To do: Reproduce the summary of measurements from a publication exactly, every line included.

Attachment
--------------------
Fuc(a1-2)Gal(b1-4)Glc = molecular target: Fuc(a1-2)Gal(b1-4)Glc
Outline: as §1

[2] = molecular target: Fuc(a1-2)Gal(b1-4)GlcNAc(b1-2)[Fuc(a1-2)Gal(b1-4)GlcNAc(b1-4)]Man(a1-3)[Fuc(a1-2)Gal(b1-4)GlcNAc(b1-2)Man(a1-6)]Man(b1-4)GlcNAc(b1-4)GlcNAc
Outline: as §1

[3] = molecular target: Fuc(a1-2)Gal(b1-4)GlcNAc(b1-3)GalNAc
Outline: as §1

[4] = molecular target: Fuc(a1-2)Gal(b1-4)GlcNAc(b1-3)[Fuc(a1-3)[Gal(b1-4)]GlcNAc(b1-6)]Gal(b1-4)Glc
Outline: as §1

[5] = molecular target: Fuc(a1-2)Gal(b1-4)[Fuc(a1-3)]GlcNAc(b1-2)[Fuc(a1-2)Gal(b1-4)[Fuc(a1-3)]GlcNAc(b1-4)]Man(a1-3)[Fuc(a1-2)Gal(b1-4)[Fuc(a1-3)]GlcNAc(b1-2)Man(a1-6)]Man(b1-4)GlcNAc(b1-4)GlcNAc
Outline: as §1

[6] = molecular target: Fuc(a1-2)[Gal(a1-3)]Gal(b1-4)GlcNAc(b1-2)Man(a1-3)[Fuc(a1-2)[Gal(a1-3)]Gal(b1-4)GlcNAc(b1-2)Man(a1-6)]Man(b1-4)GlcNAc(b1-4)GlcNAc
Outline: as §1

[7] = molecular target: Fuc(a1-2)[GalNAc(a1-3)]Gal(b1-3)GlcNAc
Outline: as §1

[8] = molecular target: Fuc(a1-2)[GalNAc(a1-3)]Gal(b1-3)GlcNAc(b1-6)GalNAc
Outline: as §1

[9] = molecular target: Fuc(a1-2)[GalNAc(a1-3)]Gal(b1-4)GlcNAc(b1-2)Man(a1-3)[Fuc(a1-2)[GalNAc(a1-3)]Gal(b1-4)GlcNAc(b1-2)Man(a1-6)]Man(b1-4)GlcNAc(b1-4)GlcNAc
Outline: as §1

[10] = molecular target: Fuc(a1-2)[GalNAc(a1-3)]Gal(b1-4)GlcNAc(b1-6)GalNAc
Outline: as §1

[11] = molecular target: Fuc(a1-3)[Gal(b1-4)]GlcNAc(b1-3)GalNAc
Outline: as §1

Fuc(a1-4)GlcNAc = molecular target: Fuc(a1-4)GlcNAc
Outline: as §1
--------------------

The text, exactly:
Fuc(a1-2)Gal(b1-4)Glc = molecular target: Fuc(a1-2)Gal(b1-4)Glc
Outline: as §1

[2] = molecular target: Fuc(a1-2)Gal(b1-4)GlcNAc(b1-2)[Fuc(a1-2)Gal(b1-4)GlcNAc(b1-4)]Man(a1-3)[Fuc(a1-2)Gal(b1-4)GlcNAc(b1-2)Man(a1-6)]Man(b1-4)GlcNAc(b1-4)GlcNAc
Outline: as §1

[3] = molecular target: Fuc(a1-2)Gal(b1-4)GlcNAc(b1-3)GalNAc
Outline: as §1

[4] = molecular target: Fuc(a1-2)Gal(b1-4)GlcNAc(b1-3)[Fuc(a1-3)[Gal(b1-4)]GlcNAc(b1-6)]Gal(b1-4)Glc
Outline: as §1

[5] = molecular target: Fuc(a1-2)Gal(b1-4)[Fuc(a1-3)]GlcNAc(b1-2)[Fuc(a1-2)Gal(b1-4)[Fuc(a1-3)]GlcNAc(b1-4)]Man(a1-3)[Fuc(a1-2)Gal(b1-4)[Fuc(a1-3)]GlcNAc(b1-2)Man(a1-6)]Man(b1-4)GlcNAc(b1-4)GlcNAc
Outline: as §1

[6] = molecular target: Fuc(a1-2)[Gal(a1-3)]Gal(b1-4)GlcNAc(b1-2)Man(a1-3)[Fuc(a1-2)[Gal(a1-3)]Gal(b1-4)GlcNAc(b1-2)Man(a1-6)]Man(b1-4)GlcNAc(b1-4)GlcNAc
Outline: as §1

[7] = molecular target: Fuc(a1-2)[GalNAc(a1-3)]Gal(b1-3)GlcNAc
Outline: as §1

[8] = molecular target: Fuc(a1-2)[GalNAc(a1-3)]Gal(b1-3)GlcNAc(b1-6)GalNAc
Outline: as §1

[9] = molecular target: Fuc(a1-2)[GalNAc(a1-3)]Gal(b1-4)GlcNAc(b1-2)Man(a1-3)[Fuc(a1-2)[GalNAc(a1-3)]Gal(b1-4)GlcNAc(b1-2)Man(a1-6)]Man(b1-4)GlcNAc(b1-4)GlcNAc
Outline: as §1

[10] = molecular target: Fuc(a1-2)[GalNAc(a1-3)]Gal(b1-4)GlcNAc(b1-6)GalNAc
Outline: as §1

[11] = molecular target: Fuc(a1-3)[Gal(b1-4)]GlcNAc(b1-3)GalNAc
Outline: as §1

Fuc(a1-4)GlcNAc = molecular target: Fuc(a1-4)GlcNAc
Outline: as §1